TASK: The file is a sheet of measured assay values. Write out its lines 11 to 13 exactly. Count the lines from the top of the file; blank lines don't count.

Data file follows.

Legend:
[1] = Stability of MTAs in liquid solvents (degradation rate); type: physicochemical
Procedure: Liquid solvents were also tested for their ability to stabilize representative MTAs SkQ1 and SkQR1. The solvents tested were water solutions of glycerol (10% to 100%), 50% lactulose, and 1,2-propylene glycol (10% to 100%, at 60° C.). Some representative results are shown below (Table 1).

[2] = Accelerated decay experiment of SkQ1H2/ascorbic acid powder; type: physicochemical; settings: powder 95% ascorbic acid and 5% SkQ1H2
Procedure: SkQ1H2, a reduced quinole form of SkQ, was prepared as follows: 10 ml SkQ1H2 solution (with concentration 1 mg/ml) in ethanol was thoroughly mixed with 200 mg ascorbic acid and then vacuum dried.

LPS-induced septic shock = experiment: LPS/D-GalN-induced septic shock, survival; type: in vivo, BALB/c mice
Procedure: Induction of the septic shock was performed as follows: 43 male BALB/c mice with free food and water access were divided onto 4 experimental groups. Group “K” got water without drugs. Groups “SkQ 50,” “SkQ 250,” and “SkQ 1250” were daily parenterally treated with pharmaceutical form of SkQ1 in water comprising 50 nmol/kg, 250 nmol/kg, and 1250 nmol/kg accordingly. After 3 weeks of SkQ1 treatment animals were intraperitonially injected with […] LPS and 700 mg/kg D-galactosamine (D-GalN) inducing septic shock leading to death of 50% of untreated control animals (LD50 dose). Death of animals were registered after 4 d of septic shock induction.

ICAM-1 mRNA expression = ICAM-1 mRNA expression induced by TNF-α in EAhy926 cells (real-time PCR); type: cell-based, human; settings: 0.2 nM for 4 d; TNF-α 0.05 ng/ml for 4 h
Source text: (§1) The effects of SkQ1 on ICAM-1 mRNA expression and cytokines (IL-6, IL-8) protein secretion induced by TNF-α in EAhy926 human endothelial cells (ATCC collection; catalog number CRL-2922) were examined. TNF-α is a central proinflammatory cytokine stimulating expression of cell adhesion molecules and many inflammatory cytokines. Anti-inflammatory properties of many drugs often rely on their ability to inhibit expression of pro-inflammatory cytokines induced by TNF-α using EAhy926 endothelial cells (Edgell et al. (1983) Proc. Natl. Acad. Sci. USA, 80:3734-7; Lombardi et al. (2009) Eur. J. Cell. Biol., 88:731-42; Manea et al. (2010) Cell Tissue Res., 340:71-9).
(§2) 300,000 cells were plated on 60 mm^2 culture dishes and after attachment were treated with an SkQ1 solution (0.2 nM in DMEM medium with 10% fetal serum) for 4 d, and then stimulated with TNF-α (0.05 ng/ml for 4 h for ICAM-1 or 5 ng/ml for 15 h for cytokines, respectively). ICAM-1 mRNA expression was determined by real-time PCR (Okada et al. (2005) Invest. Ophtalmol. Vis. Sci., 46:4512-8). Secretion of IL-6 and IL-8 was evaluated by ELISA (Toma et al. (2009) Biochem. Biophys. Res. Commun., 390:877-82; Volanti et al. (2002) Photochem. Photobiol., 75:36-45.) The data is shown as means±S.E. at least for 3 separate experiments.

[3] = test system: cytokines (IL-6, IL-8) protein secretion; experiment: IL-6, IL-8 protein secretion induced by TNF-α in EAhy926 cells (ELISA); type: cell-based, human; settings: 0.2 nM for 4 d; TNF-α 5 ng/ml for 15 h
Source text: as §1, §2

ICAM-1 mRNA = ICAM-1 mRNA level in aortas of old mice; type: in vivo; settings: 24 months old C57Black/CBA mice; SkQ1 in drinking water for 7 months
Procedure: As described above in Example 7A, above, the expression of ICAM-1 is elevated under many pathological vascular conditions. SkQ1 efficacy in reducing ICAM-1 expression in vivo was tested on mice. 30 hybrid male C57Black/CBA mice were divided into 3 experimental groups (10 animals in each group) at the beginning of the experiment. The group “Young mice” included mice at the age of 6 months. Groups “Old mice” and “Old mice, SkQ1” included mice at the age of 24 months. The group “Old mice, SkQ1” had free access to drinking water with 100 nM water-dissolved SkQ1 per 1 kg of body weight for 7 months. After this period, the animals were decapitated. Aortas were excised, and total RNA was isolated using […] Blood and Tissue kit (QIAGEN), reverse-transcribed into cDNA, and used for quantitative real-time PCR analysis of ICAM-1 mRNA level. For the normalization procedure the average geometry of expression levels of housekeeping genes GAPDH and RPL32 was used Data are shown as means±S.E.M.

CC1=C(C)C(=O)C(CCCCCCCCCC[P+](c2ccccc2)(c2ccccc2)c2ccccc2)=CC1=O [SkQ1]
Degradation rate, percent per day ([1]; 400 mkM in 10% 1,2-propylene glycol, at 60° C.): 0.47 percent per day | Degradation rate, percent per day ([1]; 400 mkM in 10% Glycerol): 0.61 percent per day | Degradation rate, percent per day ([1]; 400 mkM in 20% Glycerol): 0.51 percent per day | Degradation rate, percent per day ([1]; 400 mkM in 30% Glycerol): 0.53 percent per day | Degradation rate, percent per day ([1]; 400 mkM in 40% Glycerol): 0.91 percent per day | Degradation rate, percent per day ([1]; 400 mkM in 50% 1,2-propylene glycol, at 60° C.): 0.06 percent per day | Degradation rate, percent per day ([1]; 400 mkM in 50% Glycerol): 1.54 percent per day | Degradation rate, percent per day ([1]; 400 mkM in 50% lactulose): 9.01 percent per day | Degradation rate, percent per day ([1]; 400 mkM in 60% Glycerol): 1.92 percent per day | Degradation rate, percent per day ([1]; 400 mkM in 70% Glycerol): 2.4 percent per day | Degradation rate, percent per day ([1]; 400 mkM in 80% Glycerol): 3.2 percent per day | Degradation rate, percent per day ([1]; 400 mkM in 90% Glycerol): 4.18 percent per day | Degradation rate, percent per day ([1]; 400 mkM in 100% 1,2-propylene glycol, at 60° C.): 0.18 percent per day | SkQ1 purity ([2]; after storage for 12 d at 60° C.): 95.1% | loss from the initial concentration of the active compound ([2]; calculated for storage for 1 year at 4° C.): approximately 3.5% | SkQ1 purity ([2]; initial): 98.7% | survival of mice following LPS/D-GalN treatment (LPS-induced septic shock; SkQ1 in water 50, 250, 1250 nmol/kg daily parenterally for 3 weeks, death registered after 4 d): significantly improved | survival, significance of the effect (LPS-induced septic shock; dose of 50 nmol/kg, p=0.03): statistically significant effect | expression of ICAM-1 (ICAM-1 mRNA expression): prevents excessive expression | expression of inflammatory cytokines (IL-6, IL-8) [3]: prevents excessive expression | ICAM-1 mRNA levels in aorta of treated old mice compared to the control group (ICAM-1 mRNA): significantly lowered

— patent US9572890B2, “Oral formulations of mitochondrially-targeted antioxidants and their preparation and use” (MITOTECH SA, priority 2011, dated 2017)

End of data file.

[3] = test system: cytokines (IL-6, IL-8) protein secretion; experiment: IL-6, IL-8 protein secretion induced by TNF-α in EAhy926 cells (ELISA); type: cell-based, human; settings: 0.2 nM for 4 d; TNF-α 5 ng/ml for 15 h
Source text: as §1, §2

ICAM-1 mRNA = ICAM-1 mRNA level in aortas of old mice; type: in vivo; settings: 24 months old C57Black/CBA mice; SkQ1 in drinking water for 7 months